Saturday, June 7, 2014

Fairy Tale Fun Facts: Some word definitions

"The term 'Rumpelstiltskin' is a combination of the Middle German 'rumpel', meaning creased or wrinkled, and 'steln', to obtain by illegal means. Adding the suffix kin, signifying small, results in a description of a little man who is 'a wrinkled dwarf that acquires things illicitly.' "

-The Witch Must Die: How Fairy Tales Shape Our Lives by Sheldon Cashdan
Charles Folkard

I don't believe I had heard this before, I always assumed the name "Rumpelstiltskin" was a nonsense word, like his British counterpart Tom Tit Tot and the Scottish Whuppity Stoorie, etc. (He has also got by Trit-a-Trot, Terrytop, and more difficult names such as Holzruhrlein Bonnfurlein or Ferradiddledumday-see a list of related tales at Surlalune)

Adrienne Adams

And although it can be confusing when talking about Snow White from "Snow White and Rose Red" verses the more famous Snow White of the Seven Dwarves variety, in German their names are not actually exactly the same. The Snow White who ends up in a glass coffin is actually "Little Snow White" from the German Schneewittchen. The one with sisterly affection has a slightly different meaning, "White as Snow." (Found in Fairy Tale Rituals by Kenny Klein)

EDIT: Apparently my sources may not have been exactly correct in these above factoids-see the comments for more

It may be gone by the time this is posted, but right after the release of Disney's "Maleficent", opened up its main page with a featured link, "what does Maleficent mean?" The definition:


  [muh-lef-uh-suhnt]  Show IPA
doing evil or harm; harmfully malicious: maleficent destroyers of reputations.
1670–80;  back formation from Latin maleficentia maleficencesee -ent

maleficent, malevolent.

I think I always thought it was a combination of "magnificent" with "malevolent."

Sculpture by Syrius Eberle; monument to the brothers Grimm in Hanau, Germany

And last but not least-Tony once asked me if our  English word "grim" came from the brothers Grimm. I hadn't thought so but it wasn't out of the realm of possibility. However, again according to, the origin is from old English, before 900. So the last name of the famous brothers was just a coincidence, but heaven knows there are plenty of puns to go around :)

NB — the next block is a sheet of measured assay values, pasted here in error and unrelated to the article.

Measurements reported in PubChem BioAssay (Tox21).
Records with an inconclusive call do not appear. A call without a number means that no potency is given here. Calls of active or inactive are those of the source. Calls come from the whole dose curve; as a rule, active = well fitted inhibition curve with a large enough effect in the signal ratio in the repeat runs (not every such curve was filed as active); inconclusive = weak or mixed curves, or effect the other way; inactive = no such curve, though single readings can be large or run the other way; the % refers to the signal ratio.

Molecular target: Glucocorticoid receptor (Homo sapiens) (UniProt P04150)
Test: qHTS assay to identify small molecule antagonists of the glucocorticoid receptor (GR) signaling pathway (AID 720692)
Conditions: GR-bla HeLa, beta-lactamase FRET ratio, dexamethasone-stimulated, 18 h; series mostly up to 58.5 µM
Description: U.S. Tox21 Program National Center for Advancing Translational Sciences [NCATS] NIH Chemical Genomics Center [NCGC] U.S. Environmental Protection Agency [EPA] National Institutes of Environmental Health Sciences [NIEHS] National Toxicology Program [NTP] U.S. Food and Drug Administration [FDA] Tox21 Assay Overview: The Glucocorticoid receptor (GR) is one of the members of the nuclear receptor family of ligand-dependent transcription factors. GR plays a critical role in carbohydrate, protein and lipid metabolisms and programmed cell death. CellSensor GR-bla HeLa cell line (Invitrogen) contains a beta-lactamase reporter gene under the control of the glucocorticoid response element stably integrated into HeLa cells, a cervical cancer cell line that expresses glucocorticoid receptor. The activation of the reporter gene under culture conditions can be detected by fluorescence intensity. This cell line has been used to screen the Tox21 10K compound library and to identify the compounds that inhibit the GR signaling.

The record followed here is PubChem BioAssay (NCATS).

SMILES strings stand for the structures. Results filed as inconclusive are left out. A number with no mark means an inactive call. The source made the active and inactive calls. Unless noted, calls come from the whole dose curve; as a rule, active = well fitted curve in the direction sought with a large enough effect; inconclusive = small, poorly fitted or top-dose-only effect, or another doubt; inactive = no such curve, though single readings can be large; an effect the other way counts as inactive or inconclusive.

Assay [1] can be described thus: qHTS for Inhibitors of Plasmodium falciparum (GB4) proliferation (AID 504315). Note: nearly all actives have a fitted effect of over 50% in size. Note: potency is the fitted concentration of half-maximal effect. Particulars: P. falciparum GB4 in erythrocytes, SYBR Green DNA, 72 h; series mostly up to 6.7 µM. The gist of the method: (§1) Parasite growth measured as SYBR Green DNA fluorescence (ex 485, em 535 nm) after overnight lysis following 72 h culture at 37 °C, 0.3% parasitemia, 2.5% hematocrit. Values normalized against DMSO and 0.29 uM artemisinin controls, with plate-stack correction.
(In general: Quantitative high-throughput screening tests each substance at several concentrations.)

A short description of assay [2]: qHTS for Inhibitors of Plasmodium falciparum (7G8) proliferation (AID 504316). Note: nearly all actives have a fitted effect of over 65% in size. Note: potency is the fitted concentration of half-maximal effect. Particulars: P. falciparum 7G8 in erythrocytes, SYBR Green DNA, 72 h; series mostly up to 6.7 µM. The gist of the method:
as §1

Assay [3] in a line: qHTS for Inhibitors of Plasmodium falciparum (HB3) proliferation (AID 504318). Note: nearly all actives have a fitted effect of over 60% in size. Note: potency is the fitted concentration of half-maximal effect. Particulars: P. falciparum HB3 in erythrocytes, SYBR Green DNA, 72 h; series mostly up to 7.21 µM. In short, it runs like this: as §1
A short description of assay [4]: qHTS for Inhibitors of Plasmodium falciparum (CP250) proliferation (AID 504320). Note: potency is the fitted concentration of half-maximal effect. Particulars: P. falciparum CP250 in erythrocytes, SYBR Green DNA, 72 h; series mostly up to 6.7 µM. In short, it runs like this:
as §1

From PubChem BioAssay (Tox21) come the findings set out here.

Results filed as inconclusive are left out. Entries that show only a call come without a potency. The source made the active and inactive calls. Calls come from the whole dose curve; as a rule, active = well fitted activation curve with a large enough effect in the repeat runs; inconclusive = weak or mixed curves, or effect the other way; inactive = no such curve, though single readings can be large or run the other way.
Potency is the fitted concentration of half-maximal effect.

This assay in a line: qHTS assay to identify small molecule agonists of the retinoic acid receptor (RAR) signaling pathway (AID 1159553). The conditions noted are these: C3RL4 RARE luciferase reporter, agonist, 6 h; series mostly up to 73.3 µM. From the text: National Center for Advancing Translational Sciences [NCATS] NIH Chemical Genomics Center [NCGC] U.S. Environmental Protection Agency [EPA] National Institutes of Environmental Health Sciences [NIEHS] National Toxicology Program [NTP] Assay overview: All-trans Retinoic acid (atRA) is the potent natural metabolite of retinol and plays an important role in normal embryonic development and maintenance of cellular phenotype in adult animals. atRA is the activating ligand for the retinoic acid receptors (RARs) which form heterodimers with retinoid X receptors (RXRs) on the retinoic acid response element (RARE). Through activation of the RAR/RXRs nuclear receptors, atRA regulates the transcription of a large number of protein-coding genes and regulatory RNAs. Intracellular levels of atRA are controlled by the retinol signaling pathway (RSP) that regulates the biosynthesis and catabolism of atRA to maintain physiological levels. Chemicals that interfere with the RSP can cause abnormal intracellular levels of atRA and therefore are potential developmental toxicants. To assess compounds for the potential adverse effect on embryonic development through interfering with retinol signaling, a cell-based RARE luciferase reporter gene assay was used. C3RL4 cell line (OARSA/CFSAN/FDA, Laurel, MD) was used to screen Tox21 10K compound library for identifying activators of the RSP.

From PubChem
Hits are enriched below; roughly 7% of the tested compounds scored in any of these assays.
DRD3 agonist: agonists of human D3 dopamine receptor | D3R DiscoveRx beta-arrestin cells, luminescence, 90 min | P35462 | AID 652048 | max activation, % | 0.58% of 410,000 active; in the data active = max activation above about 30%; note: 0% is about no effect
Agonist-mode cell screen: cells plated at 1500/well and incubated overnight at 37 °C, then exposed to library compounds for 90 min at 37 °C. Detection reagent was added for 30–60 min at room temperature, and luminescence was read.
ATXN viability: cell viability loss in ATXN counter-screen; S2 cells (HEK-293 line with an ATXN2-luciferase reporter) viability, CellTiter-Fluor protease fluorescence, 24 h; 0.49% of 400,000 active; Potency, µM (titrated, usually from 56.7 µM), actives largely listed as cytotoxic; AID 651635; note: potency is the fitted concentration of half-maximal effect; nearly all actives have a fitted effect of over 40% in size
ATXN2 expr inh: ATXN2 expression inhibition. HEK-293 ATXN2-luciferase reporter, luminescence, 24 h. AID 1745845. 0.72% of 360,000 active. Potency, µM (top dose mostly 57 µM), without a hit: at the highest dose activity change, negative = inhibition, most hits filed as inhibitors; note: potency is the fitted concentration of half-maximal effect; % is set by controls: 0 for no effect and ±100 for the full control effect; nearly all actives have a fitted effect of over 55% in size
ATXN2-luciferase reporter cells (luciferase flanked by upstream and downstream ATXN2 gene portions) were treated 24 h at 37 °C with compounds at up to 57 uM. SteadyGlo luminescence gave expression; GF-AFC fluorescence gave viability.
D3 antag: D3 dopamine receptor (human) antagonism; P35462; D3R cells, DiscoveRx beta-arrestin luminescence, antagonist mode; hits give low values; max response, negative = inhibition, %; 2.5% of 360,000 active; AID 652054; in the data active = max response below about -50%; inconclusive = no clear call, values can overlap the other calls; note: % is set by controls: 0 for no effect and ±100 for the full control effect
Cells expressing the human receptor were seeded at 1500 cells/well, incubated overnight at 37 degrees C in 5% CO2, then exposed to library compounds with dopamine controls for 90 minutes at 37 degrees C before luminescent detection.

1. I love these snippets you find. I had read the Rumpel/rumple name meanings before (which is probably why I still can't spell Rumpelstiltskin without thinking about it!) but hadn't really thought about Little Snow White being so distinctive from SW & RR. Wasn't there a book of specifically fairy tale names floating around back in the 80's? I can't remember and can't find mention of it. (Maybe I'm just confusing it with some annotations, who knows!)

  2. The bit about Rumpelstiltskin and "rumpled" and "stealing" isn't really right, or at least only partially true. You had it right the first time, it's a bit of a nonsense word, but with certain undertones, i.e. it brings up certain ideas. The German is Rumpelstilzchen. "Rumpeln" means "to rumble" (as in, the noise); a "Stil" is a "stem"; but "stilz" also reminds one of "Pilz", "mushroom"; "-chen" is, as they say correctly, the diminutive. So Rumpelstilzchen is Little Rumbling Stem - for me it always conjured up this ill-tempered (rumbly, grumpy) gnome hopping on one foot around his campfire.
    As for Schneeweisschen and Sneewittchen, it's really the same name (both mean Little Snow White, literally), but the one is High German and the other Low German. The Low German name stuck for the seven-dwarfs girl and the other one for the bear-prince one.
    But yes, a lot of fairy tale names have meanings, or sort-of meanings - like Rumpelstiltskin, they sound like they *should* mean something. It's fun to dig that stuff up.

    1. Thanks for chiming in! I've edited the post to point readers down here. I really don't know any German at all so your insight is helpful! It's disappointing but given those two authors I'm not *too* surprised they might be off, I detected some inaccuracies in their books and it just goes to show you you can't believe everything, not even published (is it just me or does the whole idea of "you can't trust something just because it's on the internet" tend to give you the impression that everything in books MUST be true?)